By Dave Weber
(Tumwater, WA) Bill Beattie is a chapter away from a storybook ending to his first season as head coach at his alma mater.
Last weekend, his second-ranked Tumwater High School football team knocked off top-ranked Archbishop Murphy, 10-6, in the 2A state semi-finals to earn a berth in Saturday’s 10 a.m. championship game at the Tacoma Dome. The Thunderbirds (11-2) turned in a generational defensive performance, holding the state’s highest scoring 2A team without an offensive score, pushing the Wildcats two offensive superstars, Ray Pimentel and Kyler Gordon, into negative yardage on the day.
“I don’t think we can play any better defensively than that,” said Beattie, praising the work of defensive coordinator Tim Otton and his assistants. “The kids executed the plan to perfection, flat out got after it. From the standpoint of totally dominating an opponent that’s among the best performances any of my teams have had.”
But there’s a big hurdle left for Beattie, who was hired at Tumwater this season to replace his own high school coach, Sid Otton, after a 22-year stint at Olympia.
Saturday, when the T-Birds meet third-ranked and undefeated Hockinson (13-0) for the title, they’ll have to come close to replicating their stellar defensive performance. The Hawks can also put up big numbers. They’re coming off a 53-30 romp over West Valley of Spokane in their own semi-final and have dreams of their own.
“It’s huge for our football program,” Hockinson coach Rick Steele told the Spokane Spokesman-Review. “For a little tiny high school to get to this spot is huge.”
Hockinson is just 14 years old, the fourth smallest school in 2A, but brings some big offensive weapons into the first state 2A final between two District 4 schools.
Senior quarterback Canon Racanelli has passed for 3,805 yards and is one of only eight high school quarterbacks in Washington history to pass for 50 or more touchdowns in a season, with 53. He completes 72 percent of his passes in a potent short-passing game directed by his father, Josh, the Hawks offensive coordinator and a former Boise State and Portland State quarterback.
His brother, 6-foot-3 sophomore Sawyer Racanelli, has caught 79 of his brothers passes for 1,642 yards and 25 touchdowns. Hockinson’s air game doesn’t stop with the family connection: Sixteen players have caught at least one pass this season, nine for at least one touchdown. Peyton Brammer gives the Hawks another tall sophomore target at 6-3. He and senior slotback Matt Henry each average 13 yards per catch.
“It all starts with the quarterback,” Beattie agrees. “He can do more than throw. It’s impressive to me watching film and seeing how he can elude pressure in the pocket. He has the ability to pull it down and run, too.”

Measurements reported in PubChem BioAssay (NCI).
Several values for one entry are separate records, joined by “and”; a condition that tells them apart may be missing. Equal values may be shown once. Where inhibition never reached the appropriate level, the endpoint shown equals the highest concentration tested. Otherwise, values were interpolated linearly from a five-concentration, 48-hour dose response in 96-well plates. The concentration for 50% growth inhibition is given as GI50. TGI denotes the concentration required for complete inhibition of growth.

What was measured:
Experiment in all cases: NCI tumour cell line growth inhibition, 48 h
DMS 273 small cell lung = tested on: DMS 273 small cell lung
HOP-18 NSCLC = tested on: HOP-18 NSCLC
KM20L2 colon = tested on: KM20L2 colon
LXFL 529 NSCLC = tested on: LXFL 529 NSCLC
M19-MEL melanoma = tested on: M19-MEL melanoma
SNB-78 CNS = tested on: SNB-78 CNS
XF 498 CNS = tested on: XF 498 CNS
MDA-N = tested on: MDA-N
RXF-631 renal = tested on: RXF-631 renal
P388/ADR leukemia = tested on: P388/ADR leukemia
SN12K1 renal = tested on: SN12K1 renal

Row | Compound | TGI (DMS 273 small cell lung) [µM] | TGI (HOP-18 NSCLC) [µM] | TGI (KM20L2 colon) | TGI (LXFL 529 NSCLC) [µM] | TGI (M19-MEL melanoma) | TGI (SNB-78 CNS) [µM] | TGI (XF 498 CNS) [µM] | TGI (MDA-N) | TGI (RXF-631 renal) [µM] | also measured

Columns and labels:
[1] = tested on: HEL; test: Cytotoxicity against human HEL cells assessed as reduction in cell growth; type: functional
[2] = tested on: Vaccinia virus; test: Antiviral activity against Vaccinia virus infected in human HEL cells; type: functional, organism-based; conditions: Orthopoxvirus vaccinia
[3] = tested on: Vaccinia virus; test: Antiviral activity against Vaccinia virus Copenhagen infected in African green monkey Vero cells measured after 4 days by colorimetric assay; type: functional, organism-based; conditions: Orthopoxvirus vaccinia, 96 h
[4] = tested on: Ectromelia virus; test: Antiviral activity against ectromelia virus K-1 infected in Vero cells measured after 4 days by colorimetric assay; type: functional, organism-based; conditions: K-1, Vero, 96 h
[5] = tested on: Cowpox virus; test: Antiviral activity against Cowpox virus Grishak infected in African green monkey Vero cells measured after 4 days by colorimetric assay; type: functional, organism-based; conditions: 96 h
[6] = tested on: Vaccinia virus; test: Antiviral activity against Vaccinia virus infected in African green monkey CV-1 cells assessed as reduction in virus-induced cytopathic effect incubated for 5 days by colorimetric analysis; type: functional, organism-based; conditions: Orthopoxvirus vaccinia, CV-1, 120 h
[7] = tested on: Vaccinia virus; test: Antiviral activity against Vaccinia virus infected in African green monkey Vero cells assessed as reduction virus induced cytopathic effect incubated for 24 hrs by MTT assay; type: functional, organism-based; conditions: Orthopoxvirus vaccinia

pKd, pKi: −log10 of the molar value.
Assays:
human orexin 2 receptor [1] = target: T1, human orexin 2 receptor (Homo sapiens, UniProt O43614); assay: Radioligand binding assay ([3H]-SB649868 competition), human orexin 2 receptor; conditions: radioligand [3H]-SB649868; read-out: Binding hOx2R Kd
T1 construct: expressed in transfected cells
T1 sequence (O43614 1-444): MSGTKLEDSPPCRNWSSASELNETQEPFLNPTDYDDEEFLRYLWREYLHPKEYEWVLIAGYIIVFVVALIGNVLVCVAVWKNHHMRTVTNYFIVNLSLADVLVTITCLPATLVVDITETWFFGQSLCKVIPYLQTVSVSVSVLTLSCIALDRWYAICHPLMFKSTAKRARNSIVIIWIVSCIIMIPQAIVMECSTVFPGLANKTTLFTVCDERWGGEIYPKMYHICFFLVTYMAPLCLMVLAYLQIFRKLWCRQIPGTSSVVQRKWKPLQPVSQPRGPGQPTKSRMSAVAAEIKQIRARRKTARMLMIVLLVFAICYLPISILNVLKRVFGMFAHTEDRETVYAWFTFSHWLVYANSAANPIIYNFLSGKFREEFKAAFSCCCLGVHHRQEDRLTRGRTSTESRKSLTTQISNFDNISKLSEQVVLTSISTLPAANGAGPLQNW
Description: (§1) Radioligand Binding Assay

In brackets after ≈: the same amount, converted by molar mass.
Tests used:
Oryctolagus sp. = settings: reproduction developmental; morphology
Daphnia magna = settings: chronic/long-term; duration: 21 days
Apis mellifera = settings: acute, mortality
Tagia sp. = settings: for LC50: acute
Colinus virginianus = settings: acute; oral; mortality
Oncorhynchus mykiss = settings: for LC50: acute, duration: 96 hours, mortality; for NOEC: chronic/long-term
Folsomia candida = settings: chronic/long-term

Indeed, Racanelli has 12 touchdowns rushing, averaging 6.2 yards per carry. Senior running backs Bailey Jones and Colton Wheeler give the Hawks some variety, averaging 5.9 yards per carry between them.
“Their line does a great job of pass protection, they have a lot of experience with it,” says Beattie. “They have those big, tall horses at receiver.”
Defensively, Hockinson will blitz and keep eight men up close to the line of scrimmage. Linebacker Kyle Brabec has led the way with six sacks.
“Running the Wing-T we see a lot of that,” said Beattie.
Tumwater will counter with a deep corps of running backs out of that Wing-T. Compact sophomore Dylan Paine leads the T-Birds with 1,698 yards on 290 carries, good for 28 touchdowns. Connor Clark, a senior transfer from Olympia who also excels in the defensive secondary and on special teams, is another up-the-middle back.
Jakob Holbrook and Zane Murphy run more to the outside and call the signals in Tumwater’s Wildcat package.
Kicker Nathan Seaman has also been a consistent weapon for Tumwater, kicking seven field goals thus far during the state playoffs.
All of which leaves Beattie with the best chance of his coaching career to hoist a state championship trophy in his first season at Tumwater, after getting no closer than a 2004 semi-final loss during his years at Olympia.
“We had three great coaches retire from this staff (Otton and long-time assistants Pat Alexander and Steve Schoun), but it’s gratifying to have the coaches who stayed work so hard,” he said. “The kids have been fantastic. They know the expectations are the same no matter who the coach is.
“Coach Otton (who won five state titles) got this program going 43 years ago and we want to keep it moving, maybe even raise it up a little bit, if that’s even possible.”